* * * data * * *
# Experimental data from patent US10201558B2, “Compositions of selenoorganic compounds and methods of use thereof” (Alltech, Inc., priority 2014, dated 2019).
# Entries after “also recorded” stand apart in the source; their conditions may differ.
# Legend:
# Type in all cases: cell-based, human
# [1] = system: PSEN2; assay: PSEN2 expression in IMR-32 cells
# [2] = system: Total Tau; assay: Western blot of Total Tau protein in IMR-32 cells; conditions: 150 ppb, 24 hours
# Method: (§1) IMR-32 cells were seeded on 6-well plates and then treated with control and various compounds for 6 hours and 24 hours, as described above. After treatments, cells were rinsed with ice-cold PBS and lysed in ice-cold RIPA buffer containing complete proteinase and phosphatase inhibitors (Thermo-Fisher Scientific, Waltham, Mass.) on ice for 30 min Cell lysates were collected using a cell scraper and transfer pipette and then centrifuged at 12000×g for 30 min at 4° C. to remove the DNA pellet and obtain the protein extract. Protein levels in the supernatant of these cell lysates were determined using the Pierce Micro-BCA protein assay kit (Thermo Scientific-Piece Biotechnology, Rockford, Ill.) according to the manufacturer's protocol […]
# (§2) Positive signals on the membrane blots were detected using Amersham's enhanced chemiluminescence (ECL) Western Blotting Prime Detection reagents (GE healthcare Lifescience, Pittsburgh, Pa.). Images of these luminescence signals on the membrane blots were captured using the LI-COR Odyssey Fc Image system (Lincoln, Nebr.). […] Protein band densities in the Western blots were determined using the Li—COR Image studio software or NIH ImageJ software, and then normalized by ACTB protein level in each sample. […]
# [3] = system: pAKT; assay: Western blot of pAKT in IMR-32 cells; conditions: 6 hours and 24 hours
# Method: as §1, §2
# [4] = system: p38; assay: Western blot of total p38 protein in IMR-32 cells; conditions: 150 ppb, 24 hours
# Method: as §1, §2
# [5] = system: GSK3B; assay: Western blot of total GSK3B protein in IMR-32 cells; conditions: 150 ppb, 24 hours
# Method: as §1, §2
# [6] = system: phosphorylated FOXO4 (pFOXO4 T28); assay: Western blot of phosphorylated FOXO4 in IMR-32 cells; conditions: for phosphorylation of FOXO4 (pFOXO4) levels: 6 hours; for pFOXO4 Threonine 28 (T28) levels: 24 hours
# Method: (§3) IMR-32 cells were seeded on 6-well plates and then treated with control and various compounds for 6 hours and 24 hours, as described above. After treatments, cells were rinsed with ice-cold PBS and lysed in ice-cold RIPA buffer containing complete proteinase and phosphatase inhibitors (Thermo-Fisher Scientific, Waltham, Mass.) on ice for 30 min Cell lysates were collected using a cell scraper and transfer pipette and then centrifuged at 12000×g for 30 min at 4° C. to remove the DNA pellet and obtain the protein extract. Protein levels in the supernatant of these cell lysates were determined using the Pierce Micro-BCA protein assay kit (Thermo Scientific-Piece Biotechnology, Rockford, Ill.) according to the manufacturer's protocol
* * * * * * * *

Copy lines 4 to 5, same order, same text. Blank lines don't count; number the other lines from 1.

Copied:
# Type in all cases: cell-based, human
# [1] = system: PSEN2; assay: PSEN2 expression in IMR-32 cells